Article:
Wounded Times

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Monday, January 7, 2013

VA doesn't know if it has enough staff to serve vets

This is a huge problem. I received an email from a wife of a veteran with PTSD. He had not been given enough medication but as bad as that was, the doctor he had was transferred and the doctor replacing him wanted to see her husband first before giving him more. The problem was, he couldn't get him an appointment soon enough.

We talk about the delay in processing claims. We talk about the delay in processing appeals. What we don't talk about is what this does to our veterans and their families.

The extra stress of fighting the VA for what veterans earned serving this country makes their overall health worse. When they are living with PTSD, it gets worse, not just because it prolongs help but they feel pushed away from it after advocates talked them into going.
Despite legal requirement, VA doesn't know if it has enough staff to serve vets
Watchdog report is latest in long line critical of the VA's staffing evaluations
Washington Guardian
BY PHILLIP SWARTS
JANUARY 5, 2013

The Veterans Affairs Department doesn't know whether it has enough staff at its medical facilities to give veterans the quality care they need, failing to comply with a decade-old law despite several prior warnings, the agency's internal watchdog has concluded.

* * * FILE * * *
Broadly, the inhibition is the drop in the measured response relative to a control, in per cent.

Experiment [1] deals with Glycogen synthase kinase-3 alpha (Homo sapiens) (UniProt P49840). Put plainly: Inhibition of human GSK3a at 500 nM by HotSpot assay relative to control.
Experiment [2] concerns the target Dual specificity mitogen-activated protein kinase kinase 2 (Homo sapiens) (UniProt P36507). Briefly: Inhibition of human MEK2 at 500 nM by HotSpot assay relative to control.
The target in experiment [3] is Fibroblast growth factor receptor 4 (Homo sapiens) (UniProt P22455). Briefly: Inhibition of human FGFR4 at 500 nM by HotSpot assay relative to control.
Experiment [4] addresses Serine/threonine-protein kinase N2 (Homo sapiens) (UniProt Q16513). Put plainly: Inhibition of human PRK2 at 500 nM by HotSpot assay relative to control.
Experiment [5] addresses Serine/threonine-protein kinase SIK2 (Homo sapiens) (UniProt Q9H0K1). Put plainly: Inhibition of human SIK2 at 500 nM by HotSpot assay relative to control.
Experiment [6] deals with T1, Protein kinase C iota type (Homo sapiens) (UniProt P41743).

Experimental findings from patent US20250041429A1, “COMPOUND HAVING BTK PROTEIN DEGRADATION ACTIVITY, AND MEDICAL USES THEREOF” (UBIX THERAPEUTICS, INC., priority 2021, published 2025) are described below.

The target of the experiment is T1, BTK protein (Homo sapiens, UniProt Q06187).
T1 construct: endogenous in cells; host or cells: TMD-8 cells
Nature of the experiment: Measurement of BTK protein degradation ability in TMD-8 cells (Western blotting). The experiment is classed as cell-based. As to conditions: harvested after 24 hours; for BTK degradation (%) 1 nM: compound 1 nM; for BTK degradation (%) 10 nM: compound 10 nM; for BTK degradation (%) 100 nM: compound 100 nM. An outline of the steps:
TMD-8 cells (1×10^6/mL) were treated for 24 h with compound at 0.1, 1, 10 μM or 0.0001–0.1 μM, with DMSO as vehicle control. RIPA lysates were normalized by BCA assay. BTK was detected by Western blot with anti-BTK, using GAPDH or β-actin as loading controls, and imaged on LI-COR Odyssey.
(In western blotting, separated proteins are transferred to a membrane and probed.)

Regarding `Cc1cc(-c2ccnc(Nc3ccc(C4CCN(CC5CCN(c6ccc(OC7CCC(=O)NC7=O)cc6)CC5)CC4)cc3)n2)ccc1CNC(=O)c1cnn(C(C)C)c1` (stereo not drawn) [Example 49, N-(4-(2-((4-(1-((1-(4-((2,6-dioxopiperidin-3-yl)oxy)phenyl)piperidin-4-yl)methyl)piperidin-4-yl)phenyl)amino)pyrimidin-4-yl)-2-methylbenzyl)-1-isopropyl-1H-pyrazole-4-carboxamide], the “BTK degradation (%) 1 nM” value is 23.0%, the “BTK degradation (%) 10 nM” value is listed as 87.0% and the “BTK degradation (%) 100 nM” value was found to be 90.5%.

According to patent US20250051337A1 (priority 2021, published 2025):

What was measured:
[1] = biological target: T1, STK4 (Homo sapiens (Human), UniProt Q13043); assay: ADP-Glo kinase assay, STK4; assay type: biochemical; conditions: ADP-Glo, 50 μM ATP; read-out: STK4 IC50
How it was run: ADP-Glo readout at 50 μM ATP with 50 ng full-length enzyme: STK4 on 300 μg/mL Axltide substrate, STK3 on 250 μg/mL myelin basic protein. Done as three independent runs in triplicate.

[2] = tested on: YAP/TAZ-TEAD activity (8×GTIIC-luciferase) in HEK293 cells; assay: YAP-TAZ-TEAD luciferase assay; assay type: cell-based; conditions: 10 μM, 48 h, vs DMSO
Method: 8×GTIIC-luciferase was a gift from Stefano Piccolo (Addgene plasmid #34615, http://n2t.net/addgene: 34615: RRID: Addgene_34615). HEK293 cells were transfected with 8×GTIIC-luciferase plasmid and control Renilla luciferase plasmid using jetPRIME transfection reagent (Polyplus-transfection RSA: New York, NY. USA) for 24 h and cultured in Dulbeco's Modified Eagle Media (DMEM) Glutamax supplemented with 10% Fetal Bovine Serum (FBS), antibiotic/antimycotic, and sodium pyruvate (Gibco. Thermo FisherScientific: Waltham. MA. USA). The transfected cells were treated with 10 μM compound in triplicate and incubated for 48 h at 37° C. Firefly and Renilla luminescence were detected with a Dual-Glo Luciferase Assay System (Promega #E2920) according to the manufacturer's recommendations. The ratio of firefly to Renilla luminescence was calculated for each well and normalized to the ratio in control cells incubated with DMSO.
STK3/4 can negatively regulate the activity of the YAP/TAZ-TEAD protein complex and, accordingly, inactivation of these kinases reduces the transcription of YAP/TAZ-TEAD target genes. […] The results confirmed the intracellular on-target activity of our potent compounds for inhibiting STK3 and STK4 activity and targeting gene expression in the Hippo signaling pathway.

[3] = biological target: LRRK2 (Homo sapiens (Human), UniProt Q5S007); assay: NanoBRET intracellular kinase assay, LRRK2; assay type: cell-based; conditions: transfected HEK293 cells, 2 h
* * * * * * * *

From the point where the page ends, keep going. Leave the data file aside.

A January 2002 law "mandated that VA establish a nationwide policy to ensure medical facilities have adequate staff to provide appropriate, high-quality care and services" but the agency "did not have an effective staffing methodology to ensure appropriate staffing levels for specialty care services," the VA inspector general reported Thursday.

Specifically, inspectors found that the Veterans Health Administration (VHA) hadn't developed staffing guidelines for 31 of its specialty care services.

"As a result, VHA’s lack of productivity standards and staffing plans limit the ability of medical facility officials to make informed business decisions on the appropriate number of specialty physicians to meet patient care needs, such as access and quality of care," the report said.

The critical review comes at a time when many veterans are facing growing delays to receive their medical treatment. The Washington Guardian previously reported that wait times at some medical centers are reaching 10 hours.
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